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In light of the well-settled retroactivity doctrine, the recently announced Ramos jury-unanimity rule does not apply retroactively on federal collateral review.
In 2007, a Louisiana jury found petitioner Thedrick Edwards guilty of armed robbery, rape, and kidnapping. At the time, Louisiana law permitted non-unanimous jury verdicts if at least 10 of the 12 jurors found the defendant guilty. In Edwards's case, 11 of 12 jurors returned a guilty verdict as to some crimes, and 10 of 12 jurors returned a guilty verdict as to others. After Edwards's conviction became final on direct review, Edwards filed a federal habeas corpus petition, arguing that the non-unanimous jury verdict violated his constitutional right to a unanimous jury. The District Court rejected Edwards's claim as foreclosed by Apodaca v. Oregon, 406 U.S. 404, 92 S. Ct. 1628, 32 L. Ed. 2d 184, and the Fifth Circuit denied a certificate of appealability. While Edwards's petition for a writ of certiorari was pending, the Court repudiated Apodoca and held that a state jury must be unanimous to convict a criminal defendant of a serious offense. Edwards now argues that the Ramos jury-unanimity rule applies retroactively on federal collateral review.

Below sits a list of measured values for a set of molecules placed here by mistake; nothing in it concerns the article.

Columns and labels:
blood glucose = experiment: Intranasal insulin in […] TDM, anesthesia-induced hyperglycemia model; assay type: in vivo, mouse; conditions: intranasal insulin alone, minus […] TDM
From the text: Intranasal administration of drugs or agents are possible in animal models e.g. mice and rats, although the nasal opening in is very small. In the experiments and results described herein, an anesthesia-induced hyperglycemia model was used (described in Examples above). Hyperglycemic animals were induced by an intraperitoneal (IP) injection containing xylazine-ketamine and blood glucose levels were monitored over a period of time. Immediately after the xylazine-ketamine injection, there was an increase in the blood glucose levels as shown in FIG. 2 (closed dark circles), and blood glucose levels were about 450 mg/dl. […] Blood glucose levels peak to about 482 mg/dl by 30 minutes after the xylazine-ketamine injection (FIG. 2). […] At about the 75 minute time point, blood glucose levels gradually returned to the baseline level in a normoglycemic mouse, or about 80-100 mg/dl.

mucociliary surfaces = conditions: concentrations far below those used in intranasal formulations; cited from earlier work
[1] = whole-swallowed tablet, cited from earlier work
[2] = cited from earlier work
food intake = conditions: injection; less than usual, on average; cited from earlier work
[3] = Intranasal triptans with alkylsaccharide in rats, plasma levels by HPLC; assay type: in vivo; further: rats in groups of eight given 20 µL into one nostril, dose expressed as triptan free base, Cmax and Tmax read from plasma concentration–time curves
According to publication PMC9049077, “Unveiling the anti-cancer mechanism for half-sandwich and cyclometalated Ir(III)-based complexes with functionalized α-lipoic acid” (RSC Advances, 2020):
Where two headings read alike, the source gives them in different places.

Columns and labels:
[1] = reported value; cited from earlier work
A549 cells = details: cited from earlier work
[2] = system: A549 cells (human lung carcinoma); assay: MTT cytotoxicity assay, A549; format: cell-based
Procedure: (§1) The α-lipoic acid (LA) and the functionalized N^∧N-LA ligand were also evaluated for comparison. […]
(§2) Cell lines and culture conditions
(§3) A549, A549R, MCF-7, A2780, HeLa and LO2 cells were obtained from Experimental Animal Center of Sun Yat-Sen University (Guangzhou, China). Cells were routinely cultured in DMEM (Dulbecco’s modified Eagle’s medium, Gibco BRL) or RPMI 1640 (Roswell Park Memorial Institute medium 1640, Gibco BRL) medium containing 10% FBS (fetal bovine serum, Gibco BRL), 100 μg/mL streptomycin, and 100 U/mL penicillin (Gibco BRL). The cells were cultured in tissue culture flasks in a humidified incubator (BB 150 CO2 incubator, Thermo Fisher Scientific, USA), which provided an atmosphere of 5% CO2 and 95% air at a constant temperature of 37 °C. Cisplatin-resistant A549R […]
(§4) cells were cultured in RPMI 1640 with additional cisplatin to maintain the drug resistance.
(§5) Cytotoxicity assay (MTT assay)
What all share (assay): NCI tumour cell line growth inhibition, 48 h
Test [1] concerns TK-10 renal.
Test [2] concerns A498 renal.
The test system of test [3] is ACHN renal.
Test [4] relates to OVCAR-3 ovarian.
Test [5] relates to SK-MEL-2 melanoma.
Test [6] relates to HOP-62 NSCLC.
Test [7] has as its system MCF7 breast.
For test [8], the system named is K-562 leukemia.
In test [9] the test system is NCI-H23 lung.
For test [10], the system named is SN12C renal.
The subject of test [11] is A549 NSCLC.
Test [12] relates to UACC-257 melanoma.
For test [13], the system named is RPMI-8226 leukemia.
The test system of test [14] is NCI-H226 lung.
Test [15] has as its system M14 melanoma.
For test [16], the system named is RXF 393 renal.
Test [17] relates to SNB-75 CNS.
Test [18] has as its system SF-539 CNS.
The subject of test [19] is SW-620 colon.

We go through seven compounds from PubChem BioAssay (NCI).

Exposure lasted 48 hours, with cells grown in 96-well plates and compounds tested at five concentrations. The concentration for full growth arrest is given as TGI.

Did the Ramos jury-unanimity rule apply retroactively on federal collateral review?
Consistent with a long line of retroactivity judicial precedents, the court held that the recently adopted Ramos jury-unanimity rule did not apply retroactively on federal collateral review. The Ramos rule was a new rule of criminal procedure as it renounced prior precedent and expressly required unanimous jury verdicts in state criminal trials. However, the rule did not fall within the watershed exception to apply retroactively because the arguments for retroactivity had already been squarely rejected in previous decisions that were momentous and consequential.